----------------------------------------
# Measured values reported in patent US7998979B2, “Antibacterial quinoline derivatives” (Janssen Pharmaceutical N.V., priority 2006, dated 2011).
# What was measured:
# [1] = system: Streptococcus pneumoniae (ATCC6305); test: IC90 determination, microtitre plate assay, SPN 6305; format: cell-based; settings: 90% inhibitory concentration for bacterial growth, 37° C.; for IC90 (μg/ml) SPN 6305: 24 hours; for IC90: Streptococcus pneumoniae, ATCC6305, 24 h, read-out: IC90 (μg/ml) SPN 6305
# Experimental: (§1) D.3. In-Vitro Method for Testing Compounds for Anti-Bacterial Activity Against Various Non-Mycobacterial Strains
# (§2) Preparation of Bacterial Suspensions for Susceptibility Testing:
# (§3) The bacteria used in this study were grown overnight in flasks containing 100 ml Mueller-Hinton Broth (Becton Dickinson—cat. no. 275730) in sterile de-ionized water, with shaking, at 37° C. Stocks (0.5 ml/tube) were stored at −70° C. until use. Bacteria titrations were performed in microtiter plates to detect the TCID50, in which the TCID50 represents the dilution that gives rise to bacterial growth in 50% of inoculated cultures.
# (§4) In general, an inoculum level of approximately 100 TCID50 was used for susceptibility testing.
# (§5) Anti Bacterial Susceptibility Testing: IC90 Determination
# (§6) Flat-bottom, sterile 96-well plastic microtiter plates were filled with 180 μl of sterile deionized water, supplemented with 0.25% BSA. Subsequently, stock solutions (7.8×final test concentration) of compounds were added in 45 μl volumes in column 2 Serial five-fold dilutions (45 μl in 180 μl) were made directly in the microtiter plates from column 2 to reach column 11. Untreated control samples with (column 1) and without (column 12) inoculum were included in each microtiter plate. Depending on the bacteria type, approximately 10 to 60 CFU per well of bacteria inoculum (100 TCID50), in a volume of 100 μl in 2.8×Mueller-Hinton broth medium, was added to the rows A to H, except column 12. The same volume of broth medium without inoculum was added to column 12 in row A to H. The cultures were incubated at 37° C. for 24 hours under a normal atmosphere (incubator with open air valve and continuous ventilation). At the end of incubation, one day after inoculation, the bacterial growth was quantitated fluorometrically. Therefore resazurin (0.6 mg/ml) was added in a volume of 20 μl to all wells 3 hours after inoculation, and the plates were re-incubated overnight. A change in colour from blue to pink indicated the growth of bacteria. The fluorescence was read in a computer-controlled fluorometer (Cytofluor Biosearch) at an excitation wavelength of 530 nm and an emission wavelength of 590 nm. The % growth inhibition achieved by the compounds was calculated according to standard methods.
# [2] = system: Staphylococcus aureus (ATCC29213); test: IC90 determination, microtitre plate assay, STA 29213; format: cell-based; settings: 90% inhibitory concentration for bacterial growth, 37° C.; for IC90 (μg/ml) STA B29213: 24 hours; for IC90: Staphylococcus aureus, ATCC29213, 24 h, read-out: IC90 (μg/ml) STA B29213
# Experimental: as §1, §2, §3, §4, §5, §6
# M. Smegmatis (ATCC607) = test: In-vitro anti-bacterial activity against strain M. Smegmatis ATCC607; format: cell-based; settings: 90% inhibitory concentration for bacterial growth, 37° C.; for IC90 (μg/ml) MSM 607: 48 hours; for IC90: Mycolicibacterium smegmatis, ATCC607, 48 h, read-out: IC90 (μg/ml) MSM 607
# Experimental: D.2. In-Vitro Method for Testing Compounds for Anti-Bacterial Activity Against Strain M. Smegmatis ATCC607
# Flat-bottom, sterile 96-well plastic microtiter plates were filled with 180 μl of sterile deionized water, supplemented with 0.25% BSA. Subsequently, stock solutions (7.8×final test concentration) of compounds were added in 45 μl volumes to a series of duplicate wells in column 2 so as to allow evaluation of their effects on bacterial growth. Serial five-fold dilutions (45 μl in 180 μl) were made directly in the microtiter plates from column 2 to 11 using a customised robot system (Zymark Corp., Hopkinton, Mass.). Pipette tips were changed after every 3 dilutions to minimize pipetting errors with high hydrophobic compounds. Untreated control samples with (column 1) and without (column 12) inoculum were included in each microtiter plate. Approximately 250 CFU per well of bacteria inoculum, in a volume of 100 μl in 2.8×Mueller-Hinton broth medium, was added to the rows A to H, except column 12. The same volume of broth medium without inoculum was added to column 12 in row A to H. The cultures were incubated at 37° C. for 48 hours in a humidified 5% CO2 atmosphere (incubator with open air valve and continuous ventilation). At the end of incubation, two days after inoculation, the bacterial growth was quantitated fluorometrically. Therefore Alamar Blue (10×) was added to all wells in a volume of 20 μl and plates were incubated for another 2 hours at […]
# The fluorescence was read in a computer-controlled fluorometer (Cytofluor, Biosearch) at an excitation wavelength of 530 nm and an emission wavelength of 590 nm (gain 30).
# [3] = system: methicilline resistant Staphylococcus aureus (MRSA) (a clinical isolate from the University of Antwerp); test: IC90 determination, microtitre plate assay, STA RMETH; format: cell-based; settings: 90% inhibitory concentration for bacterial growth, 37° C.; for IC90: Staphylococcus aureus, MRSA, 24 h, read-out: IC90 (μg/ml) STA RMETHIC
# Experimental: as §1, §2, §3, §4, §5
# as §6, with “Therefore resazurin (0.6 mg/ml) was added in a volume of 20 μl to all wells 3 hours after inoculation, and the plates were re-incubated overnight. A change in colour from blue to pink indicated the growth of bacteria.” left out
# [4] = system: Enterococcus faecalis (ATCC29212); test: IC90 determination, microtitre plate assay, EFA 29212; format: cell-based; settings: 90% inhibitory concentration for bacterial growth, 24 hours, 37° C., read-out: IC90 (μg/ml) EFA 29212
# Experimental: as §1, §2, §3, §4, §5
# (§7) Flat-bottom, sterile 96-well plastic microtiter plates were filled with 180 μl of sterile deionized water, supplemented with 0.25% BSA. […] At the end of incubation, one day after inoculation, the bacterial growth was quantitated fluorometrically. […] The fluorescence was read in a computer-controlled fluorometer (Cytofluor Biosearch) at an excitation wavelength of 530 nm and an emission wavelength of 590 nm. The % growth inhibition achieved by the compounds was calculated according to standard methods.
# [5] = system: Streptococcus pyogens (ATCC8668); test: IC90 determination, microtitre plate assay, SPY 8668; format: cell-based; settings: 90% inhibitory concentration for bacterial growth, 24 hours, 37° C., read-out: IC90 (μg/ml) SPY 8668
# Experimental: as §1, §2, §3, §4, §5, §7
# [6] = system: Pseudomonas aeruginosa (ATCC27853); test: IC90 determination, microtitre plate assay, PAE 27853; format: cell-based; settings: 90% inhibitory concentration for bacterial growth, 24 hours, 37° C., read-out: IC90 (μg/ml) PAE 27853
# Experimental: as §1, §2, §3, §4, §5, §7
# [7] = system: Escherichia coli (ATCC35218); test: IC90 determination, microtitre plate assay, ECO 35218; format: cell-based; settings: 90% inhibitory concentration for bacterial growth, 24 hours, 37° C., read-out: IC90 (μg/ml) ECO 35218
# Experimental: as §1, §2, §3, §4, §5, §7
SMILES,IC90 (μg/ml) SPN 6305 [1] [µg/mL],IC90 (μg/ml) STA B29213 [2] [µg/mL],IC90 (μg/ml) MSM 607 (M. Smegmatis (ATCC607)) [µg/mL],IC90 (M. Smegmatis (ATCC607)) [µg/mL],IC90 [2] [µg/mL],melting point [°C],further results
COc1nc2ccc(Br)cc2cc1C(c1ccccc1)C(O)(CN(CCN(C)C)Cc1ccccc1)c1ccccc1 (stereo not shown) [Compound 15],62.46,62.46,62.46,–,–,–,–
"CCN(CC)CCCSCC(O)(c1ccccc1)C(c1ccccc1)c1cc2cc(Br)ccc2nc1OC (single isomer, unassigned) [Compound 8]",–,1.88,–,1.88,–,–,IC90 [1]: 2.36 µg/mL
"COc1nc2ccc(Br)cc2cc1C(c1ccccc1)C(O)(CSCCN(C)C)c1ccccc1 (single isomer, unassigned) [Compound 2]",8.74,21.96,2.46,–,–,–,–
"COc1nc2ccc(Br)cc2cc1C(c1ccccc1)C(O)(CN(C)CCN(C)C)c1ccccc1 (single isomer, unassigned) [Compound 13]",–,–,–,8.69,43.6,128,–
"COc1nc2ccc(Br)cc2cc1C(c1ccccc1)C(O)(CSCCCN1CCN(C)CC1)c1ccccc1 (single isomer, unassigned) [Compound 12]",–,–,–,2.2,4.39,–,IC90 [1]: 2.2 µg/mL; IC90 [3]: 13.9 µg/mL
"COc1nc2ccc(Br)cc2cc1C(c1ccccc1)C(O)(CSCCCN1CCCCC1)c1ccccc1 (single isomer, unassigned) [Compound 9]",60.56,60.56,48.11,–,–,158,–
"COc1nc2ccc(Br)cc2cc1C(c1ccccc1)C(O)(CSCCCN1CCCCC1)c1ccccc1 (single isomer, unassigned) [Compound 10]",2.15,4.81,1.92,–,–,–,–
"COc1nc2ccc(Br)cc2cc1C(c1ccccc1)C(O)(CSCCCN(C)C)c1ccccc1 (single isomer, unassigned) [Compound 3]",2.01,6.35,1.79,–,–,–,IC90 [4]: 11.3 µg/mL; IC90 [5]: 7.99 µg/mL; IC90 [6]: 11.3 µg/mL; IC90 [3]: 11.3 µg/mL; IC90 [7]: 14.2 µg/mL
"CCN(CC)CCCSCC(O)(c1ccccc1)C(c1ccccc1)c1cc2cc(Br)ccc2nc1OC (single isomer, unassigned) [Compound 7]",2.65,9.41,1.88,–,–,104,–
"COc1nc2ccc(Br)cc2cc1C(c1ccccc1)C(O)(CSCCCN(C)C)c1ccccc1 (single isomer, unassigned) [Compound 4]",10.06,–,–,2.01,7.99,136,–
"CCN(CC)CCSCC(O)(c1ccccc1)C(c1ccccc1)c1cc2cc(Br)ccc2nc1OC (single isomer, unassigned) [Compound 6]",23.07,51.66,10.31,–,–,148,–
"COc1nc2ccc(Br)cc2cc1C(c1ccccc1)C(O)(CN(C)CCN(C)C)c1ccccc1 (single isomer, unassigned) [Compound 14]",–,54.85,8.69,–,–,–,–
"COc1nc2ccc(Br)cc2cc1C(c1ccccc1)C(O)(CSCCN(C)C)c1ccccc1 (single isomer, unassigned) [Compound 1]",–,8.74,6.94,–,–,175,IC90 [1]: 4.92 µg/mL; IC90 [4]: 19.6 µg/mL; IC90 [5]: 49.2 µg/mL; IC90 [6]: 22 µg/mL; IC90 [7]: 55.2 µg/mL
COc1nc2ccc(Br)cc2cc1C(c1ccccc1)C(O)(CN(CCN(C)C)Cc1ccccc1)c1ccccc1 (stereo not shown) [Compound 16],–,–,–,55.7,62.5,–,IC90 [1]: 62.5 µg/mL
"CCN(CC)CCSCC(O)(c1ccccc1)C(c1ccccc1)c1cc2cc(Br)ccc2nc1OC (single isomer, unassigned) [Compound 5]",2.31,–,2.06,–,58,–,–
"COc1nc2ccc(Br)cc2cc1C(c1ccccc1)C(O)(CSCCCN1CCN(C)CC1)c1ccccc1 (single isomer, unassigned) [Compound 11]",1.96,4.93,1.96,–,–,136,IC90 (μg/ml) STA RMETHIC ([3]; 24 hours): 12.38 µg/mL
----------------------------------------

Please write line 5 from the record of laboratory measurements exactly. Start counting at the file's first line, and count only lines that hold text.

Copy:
# (§2) Preparation of Bacterial Suspensions for Susceptibility Testing: